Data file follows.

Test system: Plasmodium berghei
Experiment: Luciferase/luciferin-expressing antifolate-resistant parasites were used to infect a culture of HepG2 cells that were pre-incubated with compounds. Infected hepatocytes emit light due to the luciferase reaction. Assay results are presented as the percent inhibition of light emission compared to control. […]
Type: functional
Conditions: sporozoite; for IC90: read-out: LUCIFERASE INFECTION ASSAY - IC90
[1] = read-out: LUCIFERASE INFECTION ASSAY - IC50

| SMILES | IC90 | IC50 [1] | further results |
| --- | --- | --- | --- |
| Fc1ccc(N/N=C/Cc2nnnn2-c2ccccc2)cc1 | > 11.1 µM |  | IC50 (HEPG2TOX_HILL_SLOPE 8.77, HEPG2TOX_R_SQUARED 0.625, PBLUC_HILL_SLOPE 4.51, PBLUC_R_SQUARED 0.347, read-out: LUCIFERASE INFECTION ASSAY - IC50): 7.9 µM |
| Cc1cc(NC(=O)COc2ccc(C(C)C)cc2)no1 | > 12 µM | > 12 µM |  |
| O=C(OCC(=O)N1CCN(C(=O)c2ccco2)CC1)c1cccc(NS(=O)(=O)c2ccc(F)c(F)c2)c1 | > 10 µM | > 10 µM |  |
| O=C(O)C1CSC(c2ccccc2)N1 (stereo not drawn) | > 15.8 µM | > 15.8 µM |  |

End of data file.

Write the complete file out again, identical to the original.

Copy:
Test system: Plasmodium berghei
Experiment: Luciferase/luciferin-expressing antifolate-resistant parasites were used to infect a culture of HepG2 cells that were pre-incubated with compounds. Infected hepatocytes emit light due to the luciferase reaction. Assay results are presented as the percent inhibition of light emission compared to control. […]
Type: functional
Conditions: sporozoite; for IC90: read-out: LUCIFERASE INFECTION ASSAY - IC90
[1] = read-out: LUCIFERASE INFECTION ASSAY - IC50

| SMILES | IC90 | IC50 [1] | further results |
| --- | --- | --- | --- |
| Fc1ccc(N/N=C/Cc2nnnn2-c2ccccc2)cc1 | > 11.1 µM |  | IC50 (HEPG2TOX_HILL_SLOPE 8.77, HEPG2TOX_R_SQUARED 0.625, PBLUC_HILL_SLOPE 4.51, PBLUC_R_SQUARED 0.347, read-out: LUCIFERASE INFECTION ASSAY - IC50): 7.9 µM |
| Cc1cc(NC(=O)COc2ccc(C(C)C)cc2)no1 | > 12 µM | > 12 µM |  |
| O=C(OCC(=O)N1CCN(C(=O)c2ccco2)CC1)c1cccc(NS(=O)(=O)c2ccc(F)c(F)c2)c1 | > 10 µM | > 10 µM |  |
| O=C(O)C1CSC(c2ccccc2)N1 (stereo not drawn) | > 15.8 µM | > 15.8 µM |  |